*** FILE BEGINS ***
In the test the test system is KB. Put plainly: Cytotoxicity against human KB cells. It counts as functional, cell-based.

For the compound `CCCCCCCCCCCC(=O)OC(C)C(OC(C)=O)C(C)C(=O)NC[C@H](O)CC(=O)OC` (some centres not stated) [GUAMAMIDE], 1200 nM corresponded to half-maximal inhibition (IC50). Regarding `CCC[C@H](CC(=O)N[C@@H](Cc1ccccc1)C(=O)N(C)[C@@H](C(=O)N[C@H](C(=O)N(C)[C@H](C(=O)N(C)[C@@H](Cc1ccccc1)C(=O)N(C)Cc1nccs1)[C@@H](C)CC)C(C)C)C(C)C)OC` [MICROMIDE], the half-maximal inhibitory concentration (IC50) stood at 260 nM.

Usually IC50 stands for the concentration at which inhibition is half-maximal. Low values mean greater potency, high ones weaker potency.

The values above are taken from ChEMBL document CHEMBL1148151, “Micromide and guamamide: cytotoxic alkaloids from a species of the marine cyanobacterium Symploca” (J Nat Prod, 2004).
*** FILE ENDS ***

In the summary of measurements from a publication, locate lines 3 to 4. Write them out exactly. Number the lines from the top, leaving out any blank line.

Usually IC50 stands for the concentration at which inhibition is half-maximal. Low values mean greater potency, high ones weaker potency.

The values above are taken from ChEMBL document CHEMBL1148151, “Micromide and guamamide: cytotoxic alkaloids from a species of the marine cyanobacterium Symploca” (J Nat Prod, 2004).